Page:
Graham Henry sees more pain for Wallabies

DUNCAN JOHNSTONE AND RICHARD KNOWLER
Last updated 05:00 23/08/2012
Sir Graham Henry
PETER MEECHAM/Fairfax NZ
MORE PAIN: Sir Graham Henry during the Blues coaching staff announcement.

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Graham Henry expects the All Blacks to “significantly widen” the gap on the Wallabies in Saturday night's Bledisloe Cup test in Auckland.

With the match venue of Eden Park a fitting backdrop as Henry was confirmed on the Blues coaching panel for 2013 as technical director to John Kirwan, the World Cup-winning All Blacks coach didn't hesitate to tip more success at the ground this weekend.

“I was at the game in Sydney," Henry said. "It wasn't a great game was it? The All Blacks were significantly better than the others [Australia].”

“I think the gap will widen here and it could be quite significant, I think.”

Henry has been impressed with the transition in the All Blacks since stepping down last year after eight seasons in charge, crowned by World Cup glory.

The value of having his assistant Steve Hansen move up to the top job and the retention of so many of the coaching and management team had contributed to that being a smooth process.

“Whether it was done deliberately or we tripped over it, I'm not sure. But the continuity of people over the last eight to 10 years is hugely important,” Henry said.

“There are 11 of the management team from the World Cup last year who are still involved with the All Blacks. That's the recipe for constant improvement. With that continuity of people you know what has gone on in the past and you know what needs to be done to improve.”

Previous scenarios where coaches had come and gone every two or four years constantly left new All Blacks coaches “18 months just to get their feet under the table”.

“I think this is superb and I can see the All Blacks going from strength to strength,” Henry said.

While a lot of playing personnel had also been sensibly retained, the All Blacks selectors were also being rewarded for some bold selections.

Henry noted the comfort with which new, young players such as halfback Aaron Smith and locks Brodie Retallick and Luke Romano had been introduced.

“It's exciting. There are a lot of young rugby players in this country who are talented and knocking on the door.

"We have the best breeding ground of young rugby players in the world.”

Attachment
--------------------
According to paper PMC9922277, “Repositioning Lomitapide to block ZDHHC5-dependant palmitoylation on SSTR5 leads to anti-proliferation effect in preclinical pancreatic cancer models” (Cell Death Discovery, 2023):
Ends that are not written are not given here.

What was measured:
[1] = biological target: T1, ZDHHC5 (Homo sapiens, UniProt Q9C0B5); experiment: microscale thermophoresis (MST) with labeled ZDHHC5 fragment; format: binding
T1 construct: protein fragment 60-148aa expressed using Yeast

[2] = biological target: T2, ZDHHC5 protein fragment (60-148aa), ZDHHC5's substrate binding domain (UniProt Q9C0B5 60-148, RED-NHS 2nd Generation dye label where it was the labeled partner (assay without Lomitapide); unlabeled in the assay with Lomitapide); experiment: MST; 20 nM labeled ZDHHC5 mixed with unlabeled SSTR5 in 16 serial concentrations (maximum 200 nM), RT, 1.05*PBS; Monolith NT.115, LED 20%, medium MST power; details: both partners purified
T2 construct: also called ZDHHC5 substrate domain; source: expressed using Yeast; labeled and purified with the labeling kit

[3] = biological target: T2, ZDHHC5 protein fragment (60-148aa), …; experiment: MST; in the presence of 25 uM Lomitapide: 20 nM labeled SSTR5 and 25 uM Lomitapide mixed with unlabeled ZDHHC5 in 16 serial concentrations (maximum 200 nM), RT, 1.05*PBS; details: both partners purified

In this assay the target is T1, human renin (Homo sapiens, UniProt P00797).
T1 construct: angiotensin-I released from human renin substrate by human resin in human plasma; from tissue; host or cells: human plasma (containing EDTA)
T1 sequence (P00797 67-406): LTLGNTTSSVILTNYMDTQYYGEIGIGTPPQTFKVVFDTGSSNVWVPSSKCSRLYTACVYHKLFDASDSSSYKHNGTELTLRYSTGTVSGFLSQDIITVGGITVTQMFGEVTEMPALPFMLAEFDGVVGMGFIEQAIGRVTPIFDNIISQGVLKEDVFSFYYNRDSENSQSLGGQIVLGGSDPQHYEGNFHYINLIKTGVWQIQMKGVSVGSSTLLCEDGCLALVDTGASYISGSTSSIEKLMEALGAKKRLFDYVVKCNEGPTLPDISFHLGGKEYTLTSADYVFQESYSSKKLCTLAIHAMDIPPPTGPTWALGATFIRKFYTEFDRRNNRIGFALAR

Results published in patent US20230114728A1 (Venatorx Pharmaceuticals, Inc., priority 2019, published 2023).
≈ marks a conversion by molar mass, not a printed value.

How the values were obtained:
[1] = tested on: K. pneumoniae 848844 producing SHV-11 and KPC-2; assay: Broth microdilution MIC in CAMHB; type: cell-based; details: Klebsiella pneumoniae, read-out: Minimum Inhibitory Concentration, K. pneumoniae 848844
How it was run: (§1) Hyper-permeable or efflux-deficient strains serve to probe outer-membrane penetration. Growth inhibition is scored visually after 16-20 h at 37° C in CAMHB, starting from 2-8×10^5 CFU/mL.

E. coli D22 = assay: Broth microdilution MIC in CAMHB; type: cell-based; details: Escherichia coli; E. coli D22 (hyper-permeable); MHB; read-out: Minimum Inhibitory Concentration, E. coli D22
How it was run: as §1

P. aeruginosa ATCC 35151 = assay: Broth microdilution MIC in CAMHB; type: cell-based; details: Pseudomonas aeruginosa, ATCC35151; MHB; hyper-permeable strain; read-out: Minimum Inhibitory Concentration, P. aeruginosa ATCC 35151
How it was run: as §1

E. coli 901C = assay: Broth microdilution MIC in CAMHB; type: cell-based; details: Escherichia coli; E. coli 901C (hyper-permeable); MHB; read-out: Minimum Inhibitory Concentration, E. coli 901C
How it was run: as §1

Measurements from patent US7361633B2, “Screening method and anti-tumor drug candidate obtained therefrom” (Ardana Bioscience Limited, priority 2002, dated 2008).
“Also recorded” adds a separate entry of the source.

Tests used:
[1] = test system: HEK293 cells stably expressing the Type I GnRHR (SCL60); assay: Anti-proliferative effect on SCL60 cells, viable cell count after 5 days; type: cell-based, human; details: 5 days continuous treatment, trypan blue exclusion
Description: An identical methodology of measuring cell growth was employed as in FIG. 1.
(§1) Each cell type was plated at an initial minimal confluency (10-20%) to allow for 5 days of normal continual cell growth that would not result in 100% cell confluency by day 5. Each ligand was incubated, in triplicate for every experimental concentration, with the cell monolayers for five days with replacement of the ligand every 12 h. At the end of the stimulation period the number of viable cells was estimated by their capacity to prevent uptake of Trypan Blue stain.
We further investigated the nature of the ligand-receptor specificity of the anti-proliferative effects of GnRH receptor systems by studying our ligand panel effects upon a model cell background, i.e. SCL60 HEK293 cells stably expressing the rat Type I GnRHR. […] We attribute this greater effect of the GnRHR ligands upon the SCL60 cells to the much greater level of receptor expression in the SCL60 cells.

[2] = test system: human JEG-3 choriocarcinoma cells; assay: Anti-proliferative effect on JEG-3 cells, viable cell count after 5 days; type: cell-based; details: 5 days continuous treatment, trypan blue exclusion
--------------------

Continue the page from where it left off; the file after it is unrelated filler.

Hansen has made just one enforced change to the All Blacks, with Wyatt Crockett starting at loosehead prop for the injured Tony Woodcock.

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Crockett, 29, has been around but despite making his test debut against the Italy in Christchurch in June 2009 he has amassed a mere six caps compared to Woodcock's 87. At 31, Woodcock, while still an integral part of the All Blacks, he is coming to the end of his career.

If Crockett can impress Hansen against the Aussies, it would go some to to showing he can be trusted to start more often and in doing so will also add some longevity to Woodcock's career.

Crockett's All Blacks' career has been repeatedly punctuated by frustration.

Although selected for the Irish series in June he never took the field because Woodcock started all three tests.

And the closest Crockett came to playing in last year's World Cup was when he joined the All Blacks at training in Christchurch; there was always going to be room for just one specialist loosehead in that squad and Woodcock was never going to relinquish it.

Crockett's last test was the 30-14 win over Australia last August.

ALL BLACKS: Israel Dagg, Cory Jane, Ma'a Nonu, Sonny Bill Williams, Hosea Gear, Dan Carter, Aaron Smith, Kieran Read, Richie McCaw (c), Liam Messam, Sam Whitelock, Luke Romano, Owen Franks, Keven Mealamu, Wyatt Crockett. Reserves: Andrew Hore, Ben Franks, Brodie Retallick, Victor Vito, Piri Weepu, Aaron Cruden, Ben Smith.

- Fairfax Media

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